The Moon will pass through the edge of the Earth’s shadow on 4 April, and for less than five minutes, Australians will be able to witness it turning a shade of red, orange or brown.
The reddish colour of the ‘Blood Moon’ is a reflection of the sunset and sunrise across the globe at that point in time.
The lunar eclipse should be visible from 10:58pm until 11:03 pm across most of Australia, with 11pm being the greatest or maximum eclipse.
The next total lunar eclipse is not expected in Australia until 31 January 2018.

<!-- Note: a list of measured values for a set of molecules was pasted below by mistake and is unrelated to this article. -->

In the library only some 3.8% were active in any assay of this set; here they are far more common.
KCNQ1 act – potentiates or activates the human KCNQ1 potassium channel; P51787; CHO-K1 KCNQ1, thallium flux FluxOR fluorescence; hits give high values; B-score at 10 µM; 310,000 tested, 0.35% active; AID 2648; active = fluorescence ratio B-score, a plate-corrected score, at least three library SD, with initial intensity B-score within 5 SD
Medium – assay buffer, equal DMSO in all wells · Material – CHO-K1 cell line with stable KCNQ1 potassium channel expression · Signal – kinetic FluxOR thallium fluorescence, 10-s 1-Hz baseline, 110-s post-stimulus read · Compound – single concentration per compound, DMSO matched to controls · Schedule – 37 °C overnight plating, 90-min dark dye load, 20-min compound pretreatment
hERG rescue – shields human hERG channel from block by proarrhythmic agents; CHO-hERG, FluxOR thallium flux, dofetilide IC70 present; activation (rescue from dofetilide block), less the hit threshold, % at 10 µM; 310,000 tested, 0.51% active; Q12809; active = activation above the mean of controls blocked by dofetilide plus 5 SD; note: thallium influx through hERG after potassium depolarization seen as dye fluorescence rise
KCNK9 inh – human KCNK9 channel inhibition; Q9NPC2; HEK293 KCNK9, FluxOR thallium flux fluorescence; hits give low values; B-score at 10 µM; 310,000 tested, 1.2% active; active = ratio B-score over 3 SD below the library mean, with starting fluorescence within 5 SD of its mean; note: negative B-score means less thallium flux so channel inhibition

Astronomer Andrew Smith told AAP that this will be the shortest lunar eclipse in decades, and that all of Australia will be able to witness it.
“If you’re on the eastern seaboard of Australia, it will be very high in the northeast of the sky at totality,” he said.
“So unless you’re standing right next to a skyscraper, or unless the weather is bad, nobody should have any trouble seeing it.”
It may not look very deep as the Moon is “only skirting just inside the edge of the shadow” said Smith.
“But I don’t see any reason why it wouldn’t turn some sort of orangey-brown colour, it might just be a slightly-lessened effect this time.”
IMAGE: Blood Moon over Canberra, 8 October 2014: Flickr.com/nicliv